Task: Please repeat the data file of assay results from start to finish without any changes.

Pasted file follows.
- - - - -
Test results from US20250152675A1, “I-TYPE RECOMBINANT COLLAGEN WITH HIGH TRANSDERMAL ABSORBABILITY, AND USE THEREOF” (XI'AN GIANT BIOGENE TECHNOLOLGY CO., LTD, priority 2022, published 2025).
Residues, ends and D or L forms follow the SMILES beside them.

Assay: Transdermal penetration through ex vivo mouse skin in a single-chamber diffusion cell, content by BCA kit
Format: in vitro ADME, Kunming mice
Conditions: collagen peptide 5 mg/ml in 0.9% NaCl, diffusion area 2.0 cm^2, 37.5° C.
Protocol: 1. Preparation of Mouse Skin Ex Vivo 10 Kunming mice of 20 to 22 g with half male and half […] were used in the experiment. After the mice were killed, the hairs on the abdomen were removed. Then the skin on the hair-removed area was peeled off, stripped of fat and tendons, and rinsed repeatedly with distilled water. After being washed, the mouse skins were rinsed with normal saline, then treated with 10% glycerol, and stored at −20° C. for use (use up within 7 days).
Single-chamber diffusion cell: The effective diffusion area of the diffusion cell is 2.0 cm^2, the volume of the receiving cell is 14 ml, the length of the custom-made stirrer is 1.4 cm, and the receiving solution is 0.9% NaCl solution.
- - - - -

Test results from US20250152675A1, “I-TYPE RECOMBINANT COLLAGEN WITH HIGH TRANSDERMAL ABSORBABILITY, AND USE THEREOF” (XI'AN GIANT BIOGENE TECHNOLOLGY CO., LTD, priority 2022, published 2025).
Residues, ends and D or L forms follow the SMILES beside them.

Assay: Transdermal penetration through ex vivo mouse skin in a single-chamber diffusion cell, content by BCA kit
Format: in vitro ADME, Kunming mice
Conditions: collagen peptide 5 mg/ml in 0.9% NaCl, diffusion area 2.0 cm^2, 37.5° C.
Protocol: 1. Preparation of Mouse Skin Ex Vivo 10 Kunming mice of 20 to 22 g with half male and half […] were used in the experiment. After the mice were killed, the hairs on the abdomen were removed. Then the skin on the hair-removed area was peeled off, stripped of fat and tendons, and rinsed repeatedly with distilled water. After being washed, the mouse skins were rinsed with normal saline, then treated with 10% glycerol, and stored at −20° C. for use (use up within 7 days).
Single-chamber diffusion cell: The effective diffusion area of the diffusion cell is 2.0 cm^2, the volume of the receiving cell is 14 ml, the length of the custom-made stirrer is 1.4 cm, and the receiving solution is 0.9% NaCl solution.